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Who Is on My Wi-Fi Network?

wi-fi network

Some of them could just be neighbors mooching off your Wi-Fi network’s Internet connection, while some others are crooks attempting to hack other computers and steal data. Either way, knowing that there are unauthorized users may just be the kick in the pants you need to make your network more secure. Here’s how to find out who’s on your Wi-Fi.

If it’s really your Wi-Fi network, then you must have access to the router’s admin control panel. There you can most likely see a list of connected devices. The device names and IP addresses may or may not probably help you learn the identity of the device owners, but there should be MAC addresses listed as well—these are numbers unique to every device. Mark the MAC addresses associated with your own devices, and the remaining ones should be devices of unauthorized users.

If, however, you don’t have access to the router and simply want to see how congested its Wi-Fi network is, a lot of scanning applications are available online. A popular choice is Who Is On My WiFi. Even without administrator privileges, this nifty program can perform a network scan and lists all IP addresses, device names, and MAC addresses it can find. But whereas most routers only display the currently connected devices, Who Is On My WiFi keeps a record of past connections and can alert you on future intrusions. It also has a blocking feature that attempts to remove unauthorized devices from accessing network resources, such as Internet access.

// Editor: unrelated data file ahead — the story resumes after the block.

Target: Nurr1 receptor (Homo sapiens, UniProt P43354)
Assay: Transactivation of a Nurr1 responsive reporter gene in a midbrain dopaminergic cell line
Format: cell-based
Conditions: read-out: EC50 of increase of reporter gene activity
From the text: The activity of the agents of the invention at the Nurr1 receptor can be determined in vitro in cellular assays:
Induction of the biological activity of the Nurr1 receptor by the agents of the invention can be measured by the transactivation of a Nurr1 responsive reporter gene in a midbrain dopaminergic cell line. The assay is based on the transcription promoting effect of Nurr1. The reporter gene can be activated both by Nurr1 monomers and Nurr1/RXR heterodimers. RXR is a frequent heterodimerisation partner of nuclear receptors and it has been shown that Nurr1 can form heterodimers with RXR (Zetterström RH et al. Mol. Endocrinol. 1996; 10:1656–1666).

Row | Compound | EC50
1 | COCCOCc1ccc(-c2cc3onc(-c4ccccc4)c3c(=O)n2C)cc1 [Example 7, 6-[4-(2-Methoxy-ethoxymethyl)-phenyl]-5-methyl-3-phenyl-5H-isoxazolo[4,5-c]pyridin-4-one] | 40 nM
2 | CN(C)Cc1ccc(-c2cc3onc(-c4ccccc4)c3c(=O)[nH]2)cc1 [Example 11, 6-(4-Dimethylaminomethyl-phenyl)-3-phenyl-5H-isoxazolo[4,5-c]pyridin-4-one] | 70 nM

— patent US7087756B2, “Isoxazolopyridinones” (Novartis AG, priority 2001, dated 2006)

The best way to keep creeps or anyone from entering your network is to protect it with a password—not only for the network itself but also for the router’s admin control panel. And don’t forget to change passwords from time to time. The more you switch it up, the safer you will be.

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